A thrice-divorced theology teacher wrestles with her own and others’ human weaknesses in this earnest successor to the Wisconsin author’s highly praised debut, The Cloud Atlas (2004).
Described by its narrator, 50-year-old Emily Hamilton, as “part mystery and part love story,” it’s an amalgam of confessions and memories that record her variously inchoate or unsatisfactory marriages; experiences explaining the lives of saints and martyrs to students at a California Catholic high school; and complicated relationships with three of her students and with her colleague and department chairman Father Martin Dimanche. Handsome teenager Edgar awakens the not-quite-slumbering physical woman within her, sparking an intimacy that perplexes him and sends her into spasms of guilt. Withdrawn Paul, unsure of either whom to love or how to love, appears to struggle just beyond her reach. And shy, gentle Cecily impulsively recapitulates Emily’s own romantic blunders, paying an even more painful price for her naïveté. This is Minnesota novelist Jon Hassler’s turf, and Callanan enters it confidently, fashioning a persuasive enveloping context of both academic routine and skillfully absorbed information from church history, which is never less than relevant to his characters’ experiences, and often stunningly insightful. Unfortunately, the plot is trite and melodramatic, overloaded with tears, recriminations, diseases and deaths. Its saving graces are Emily’s often ruthless intellectual honesty and the abrasively blunt exchanges between her and Dimanche, who has seen enough of both sanctity and sin. The author presents both characters as worldly, flawed souls who have no illusions about the attainment of spiritual perfection or the consolations of religion (e.g., “God loves a sinner. . . . Yeah. He talks a good game”).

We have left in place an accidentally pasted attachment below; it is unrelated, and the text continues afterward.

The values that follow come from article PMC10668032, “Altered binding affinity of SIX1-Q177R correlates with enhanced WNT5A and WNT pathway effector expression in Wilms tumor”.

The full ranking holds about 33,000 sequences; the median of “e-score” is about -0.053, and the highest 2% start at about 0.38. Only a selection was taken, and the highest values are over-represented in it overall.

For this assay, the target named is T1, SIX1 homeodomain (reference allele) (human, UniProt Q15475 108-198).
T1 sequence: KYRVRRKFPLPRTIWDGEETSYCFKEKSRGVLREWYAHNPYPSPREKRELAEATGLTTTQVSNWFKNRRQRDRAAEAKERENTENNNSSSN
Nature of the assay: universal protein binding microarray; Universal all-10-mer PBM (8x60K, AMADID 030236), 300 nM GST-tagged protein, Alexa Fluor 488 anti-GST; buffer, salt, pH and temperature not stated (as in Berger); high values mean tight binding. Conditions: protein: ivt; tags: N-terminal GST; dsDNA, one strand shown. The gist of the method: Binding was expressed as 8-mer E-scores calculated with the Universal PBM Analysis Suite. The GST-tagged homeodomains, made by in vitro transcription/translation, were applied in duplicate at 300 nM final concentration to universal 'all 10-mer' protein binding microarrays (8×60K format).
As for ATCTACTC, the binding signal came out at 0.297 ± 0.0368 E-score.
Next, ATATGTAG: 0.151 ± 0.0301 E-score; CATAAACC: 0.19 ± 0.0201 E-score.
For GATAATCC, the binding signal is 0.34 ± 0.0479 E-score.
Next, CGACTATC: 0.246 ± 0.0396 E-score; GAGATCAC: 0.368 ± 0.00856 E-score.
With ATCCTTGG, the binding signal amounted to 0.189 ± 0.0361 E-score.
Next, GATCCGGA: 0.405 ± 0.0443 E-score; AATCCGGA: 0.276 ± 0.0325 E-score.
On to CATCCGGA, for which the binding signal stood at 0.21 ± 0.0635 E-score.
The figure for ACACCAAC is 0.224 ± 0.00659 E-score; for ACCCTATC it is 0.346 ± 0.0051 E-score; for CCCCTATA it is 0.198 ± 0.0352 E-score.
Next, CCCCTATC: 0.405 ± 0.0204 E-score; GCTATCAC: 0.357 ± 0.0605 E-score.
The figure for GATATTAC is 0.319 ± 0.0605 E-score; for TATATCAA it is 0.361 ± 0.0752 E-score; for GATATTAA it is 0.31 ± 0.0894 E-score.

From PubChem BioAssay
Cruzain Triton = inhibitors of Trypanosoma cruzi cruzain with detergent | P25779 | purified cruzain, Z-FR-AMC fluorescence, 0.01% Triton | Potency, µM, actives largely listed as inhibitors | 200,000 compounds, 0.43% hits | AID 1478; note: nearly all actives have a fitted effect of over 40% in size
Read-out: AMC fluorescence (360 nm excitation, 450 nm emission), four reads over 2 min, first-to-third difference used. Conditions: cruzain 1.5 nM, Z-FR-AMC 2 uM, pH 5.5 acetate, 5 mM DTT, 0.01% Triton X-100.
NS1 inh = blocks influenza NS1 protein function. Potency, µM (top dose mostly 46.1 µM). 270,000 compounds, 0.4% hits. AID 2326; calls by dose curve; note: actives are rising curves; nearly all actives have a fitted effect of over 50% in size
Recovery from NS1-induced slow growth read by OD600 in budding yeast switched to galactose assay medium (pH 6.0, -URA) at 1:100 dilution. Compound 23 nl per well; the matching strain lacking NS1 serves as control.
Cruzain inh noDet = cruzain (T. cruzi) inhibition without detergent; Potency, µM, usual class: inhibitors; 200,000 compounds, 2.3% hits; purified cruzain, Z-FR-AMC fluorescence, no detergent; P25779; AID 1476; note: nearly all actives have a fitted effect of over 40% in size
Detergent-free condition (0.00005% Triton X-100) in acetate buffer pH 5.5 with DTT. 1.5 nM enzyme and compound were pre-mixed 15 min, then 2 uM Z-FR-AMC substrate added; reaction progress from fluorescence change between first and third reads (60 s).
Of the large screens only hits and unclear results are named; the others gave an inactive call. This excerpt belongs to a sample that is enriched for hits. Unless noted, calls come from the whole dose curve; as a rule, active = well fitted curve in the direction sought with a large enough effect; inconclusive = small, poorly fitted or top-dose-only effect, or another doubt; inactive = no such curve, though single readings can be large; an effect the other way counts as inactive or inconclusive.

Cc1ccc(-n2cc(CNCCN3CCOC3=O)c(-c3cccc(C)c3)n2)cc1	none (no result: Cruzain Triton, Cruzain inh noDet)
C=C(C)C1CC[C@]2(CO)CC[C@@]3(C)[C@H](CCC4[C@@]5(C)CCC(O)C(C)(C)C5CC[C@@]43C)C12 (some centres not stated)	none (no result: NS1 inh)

A misfire, but interesting for its realistic understanding of the goals we set for ourselves and the survival skills that enable us to live with our failures.